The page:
Queerantined

Daily Dose: A little culture at the bathhouse

Welcome to Queerty’s latest entry in our series, Queerantined: Daily Dose. Every weekday as long as the COVID-19 pandemic has us under quarantine, we’ll release a suggested bit of gloriously queer entertainment designed to keep you from getting stir crazy in the house. Each weekend, we will also suggest a binge-able title to keep you extra engaged.

The Steamy: The Ritz

We still mourn the loss of Terrence McNally, the great queer playwright who gave us Love! Valor! Compassion!Ragtime and Kiss of the Spider Woman: The Musical. Unfortunately, though he penned dozens of acclaimed stage shows, only a handful have ever made it before the cameras.

With that in mind, today we suggest one of his film adaptations that mixes farce with gayness. The Ritz takes loose inspiration from the Continental Baths, the New York gay steam-o-Rama that helped performers like Bette Midler launch their careers. In this fictionalized version, the great Rita Moreno plays an aspiring singer named Googie with her sights set on Broadway glory. When a mobster (Jack Weston) decides to hide out in the baths, Googie and her fan club of wacky queers give him an experience he won’t forget anytime soon. Oscar-winner F. Murray Abraham, Treat Williams, Kaye Ballard and the late Jerry Stiller also star.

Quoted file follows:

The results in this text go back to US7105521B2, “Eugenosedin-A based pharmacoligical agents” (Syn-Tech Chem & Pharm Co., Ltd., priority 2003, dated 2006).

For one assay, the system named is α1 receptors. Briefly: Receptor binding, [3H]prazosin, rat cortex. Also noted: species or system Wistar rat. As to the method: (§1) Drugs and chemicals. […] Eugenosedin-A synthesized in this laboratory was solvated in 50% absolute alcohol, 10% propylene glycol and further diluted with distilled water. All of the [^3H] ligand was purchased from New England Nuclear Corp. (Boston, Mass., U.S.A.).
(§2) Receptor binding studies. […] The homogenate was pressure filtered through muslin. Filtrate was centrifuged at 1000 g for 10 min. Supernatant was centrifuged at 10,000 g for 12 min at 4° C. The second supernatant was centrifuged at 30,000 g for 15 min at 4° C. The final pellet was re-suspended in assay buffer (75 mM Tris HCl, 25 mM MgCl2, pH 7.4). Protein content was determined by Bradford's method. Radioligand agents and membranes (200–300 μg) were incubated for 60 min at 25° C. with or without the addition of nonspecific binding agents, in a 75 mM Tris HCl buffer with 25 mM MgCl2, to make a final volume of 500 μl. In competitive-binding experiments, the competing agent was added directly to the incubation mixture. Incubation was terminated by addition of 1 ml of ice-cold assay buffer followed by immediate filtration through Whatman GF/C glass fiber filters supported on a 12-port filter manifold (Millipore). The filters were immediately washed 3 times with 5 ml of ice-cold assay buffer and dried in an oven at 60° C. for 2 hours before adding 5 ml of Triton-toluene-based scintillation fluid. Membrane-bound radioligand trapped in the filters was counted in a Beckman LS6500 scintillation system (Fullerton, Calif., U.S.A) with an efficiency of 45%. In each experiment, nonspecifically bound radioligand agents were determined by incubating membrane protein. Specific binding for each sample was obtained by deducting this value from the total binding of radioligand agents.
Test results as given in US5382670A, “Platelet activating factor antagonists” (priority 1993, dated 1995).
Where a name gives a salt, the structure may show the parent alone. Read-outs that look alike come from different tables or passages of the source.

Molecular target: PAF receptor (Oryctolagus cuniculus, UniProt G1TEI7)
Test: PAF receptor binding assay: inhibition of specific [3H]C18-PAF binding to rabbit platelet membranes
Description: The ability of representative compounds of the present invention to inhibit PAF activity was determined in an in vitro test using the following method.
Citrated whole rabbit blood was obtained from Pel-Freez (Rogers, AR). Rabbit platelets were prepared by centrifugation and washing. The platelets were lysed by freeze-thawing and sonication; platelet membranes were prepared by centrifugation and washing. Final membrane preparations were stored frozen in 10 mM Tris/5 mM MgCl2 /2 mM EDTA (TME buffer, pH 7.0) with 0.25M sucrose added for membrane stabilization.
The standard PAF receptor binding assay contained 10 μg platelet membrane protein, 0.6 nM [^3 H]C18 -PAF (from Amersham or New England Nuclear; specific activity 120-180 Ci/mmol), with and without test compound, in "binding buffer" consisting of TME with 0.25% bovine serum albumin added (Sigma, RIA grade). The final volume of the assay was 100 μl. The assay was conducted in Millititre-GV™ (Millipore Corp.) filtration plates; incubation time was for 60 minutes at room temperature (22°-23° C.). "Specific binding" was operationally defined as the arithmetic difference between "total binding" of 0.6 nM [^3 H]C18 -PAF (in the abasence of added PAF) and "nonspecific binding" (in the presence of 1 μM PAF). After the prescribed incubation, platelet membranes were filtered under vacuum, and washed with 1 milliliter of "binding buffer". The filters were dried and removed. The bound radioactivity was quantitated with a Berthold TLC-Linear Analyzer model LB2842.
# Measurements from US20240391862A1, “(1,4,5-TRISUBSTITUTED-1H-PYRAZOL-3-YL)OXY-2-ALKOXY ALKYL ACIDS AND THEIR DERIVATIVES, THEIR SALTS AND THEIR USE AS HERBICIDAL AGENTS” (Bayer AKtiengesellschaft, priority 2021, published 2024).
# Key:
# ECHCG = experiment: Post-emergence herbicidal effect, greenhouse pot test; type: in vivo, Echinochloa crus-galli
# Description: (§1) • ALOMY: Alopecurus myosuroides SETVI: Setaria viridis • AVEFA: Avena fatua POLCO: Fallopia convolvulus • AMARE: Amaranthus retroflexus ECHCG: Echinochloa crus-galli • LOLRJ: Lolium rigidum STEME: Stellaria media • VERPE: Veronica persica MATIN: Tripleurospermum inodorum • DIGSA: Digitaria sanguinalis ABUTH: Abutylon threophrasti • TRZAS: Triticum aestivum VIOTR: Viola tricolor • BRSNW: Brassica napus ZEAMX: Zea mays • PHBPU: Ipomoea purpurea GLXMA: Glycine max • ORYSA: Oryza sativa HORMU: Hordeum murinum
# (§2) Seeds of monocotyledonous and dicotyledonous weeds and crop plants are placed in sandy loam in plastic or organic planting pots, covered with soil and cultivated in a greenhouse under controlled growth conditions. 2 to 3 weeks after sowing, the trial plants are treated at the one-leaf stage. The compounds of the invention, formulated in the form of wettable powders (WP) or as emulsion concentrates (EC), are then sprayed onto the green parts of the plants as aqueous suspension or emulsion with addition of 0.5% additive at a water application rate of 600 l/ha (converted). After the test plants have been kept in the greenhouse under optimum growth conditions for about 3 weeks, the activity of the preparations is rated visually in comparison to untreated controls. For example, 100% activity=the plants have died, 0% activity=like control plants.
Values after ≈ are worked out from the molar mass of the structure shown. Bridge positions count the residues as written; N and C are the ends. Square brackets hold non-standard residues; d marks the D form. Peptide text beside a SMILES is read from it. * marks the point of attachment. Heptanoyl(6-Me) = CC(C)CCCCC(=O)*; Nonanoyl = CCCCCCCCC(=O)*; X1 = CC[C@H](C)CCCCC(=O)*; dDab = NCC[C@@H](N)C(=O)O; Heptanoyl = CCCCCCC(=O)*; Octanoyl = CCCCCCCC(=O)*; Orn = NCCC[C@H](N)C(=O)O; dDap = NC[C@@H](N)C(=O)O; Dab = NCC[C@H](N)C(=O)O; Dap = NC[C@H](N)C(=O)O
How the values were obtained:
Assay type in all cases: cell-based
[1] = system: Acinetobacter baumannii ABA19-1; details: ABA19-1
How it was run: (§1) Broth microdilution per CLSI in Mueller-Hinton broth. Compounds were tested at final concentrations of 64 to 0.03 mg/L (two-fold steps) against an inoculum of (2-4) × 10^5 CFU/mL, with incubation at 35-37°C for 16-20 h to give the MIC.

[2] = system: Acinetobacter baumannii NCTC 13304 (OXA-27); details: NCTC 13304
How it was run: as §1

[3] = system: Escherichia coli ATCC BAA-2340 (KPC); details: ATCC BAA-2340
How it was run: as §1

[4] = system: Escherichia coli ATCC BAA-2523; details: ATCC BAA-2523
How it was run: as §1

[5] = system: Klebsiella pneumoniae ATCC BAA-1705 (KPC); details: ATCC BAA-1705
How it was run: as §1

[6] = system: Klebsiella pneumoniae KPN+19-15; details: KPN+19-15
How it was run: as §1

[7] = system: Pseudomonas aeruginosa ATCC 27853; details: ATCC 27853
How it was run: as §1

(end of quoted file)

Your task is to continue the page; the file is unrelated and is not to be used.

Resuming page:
Abraham, Weston, Stiller and Moreno all reprise their performances from the original Broadway production, for which Moreno picked up a Tony Award. This kind of screwball farce is notoriously difficult to pull off on film (see also: movie versions of Noises Off and Beyond Therapy), but the game efforts of the cast and McNally’s sensitive writing make this one work at times it shouldn’t. Moreover, it offers a glimpse into the mythic world of gay bathhouse culture in the 1970s–something an increasingly few of us got to experience. Moreno also gives one of her best performances as the manic Googie, which makes this bygone bust-up fun enough for us.

Streams on Amazon, iTunes, VUDU and YouTube.